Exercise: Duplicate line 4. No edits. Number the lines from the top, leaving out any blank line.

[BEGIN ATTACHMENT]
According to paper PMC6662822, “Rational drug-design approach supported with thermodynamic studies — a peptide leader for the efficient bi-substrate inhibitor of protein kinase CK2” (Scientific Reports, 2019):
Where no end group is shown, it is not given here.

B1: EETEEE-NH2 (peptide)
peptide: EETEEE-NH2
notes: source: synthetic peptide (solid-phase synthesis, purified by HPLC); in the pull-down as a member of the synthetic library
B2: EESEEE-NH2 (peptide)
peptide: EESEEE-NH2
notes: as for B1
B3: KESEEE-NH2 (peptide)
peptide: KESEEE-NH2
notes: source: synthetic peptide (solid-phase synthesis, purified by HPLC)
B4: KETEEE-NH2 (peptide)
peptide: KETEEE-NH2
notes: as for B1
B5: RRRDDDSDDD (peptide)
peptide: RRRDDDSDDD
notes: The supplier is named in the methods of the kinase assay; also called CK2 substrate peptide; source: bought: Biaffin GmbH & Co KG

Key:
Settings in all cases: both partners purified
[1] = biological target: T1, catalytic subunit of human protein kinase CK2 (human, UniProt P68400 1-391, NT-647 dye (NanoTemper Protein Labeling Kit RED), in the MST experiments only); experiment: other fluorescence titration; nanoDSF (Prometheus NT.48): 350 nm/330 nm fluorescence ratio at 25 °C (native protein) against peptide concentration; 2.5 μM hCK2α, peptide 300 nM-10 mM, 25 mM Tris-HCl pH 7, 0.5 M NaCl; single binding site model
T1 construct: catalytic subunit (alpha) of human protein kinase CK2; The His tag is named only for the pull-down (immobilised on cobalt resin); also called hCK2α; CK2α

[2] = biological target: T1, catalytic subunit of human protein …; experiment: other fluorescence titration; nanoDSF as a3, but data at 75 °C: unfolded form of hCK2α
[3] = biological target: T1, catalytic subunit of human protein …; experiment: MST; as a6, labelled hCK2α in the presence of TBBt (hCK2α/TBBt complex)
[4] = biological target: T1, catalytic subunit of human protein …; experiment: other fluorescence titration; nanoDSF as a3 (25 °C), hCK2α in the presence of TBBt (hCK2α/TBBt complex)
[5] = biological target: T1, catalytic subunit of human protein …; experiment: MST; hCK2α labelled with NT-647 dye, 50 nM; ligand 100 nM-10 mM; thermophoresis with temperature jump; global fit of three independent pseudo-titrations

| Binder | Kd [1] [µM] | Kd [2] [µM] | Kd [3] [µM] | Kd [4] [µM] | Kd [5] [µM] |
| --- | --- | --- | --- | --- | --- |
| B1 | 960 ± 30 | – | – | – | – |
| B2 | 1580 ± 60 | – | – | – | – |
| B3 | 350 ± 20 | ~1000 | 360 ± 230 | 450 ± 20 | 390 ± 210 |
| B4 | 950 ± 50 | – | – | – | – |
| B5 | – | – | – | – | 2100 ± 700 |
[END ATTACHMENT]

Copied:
peptide: EETEEE-NH2